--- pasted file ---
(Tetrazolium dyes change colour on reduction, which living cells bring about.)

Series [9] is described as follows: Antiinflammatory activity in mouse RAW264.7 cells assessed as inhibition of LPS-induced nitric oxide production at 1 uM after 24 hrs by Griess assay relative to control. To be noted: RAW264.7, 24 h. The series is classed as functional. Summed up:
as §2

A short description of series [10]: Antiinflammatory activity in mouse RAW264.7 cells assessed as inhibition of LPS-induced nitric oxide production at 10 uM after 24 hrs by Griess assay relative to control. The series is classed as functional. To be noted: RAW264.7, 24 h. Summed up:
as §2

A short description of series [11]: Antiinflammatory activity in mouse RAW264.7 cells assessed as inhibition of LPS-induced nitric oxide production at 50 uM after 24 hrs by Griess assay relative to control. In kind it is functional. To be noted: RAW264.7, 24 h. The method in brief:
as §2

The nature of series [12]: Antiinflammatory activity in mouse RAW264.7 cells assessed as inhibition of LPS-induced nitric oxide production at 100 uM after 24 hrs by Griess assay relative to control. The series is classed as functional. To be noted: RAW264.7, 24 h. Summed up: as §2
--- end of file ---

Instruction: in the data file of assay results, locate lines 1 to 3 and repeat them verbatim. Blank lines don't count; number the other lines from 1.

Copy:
(Tetrazolium dyes change colour on reduction, which living cells bring about.)

Series [9] is described as follows: Antiinflammatory activity in mouse RAW264.7 cells assessed as inhibition of LPS-induced nitric oxide production at 1 uM after 24 hrs by Griess assay relative to control. To be noted: RAW264.7, 24 h. The series is classed as functional. Summed up:
as §2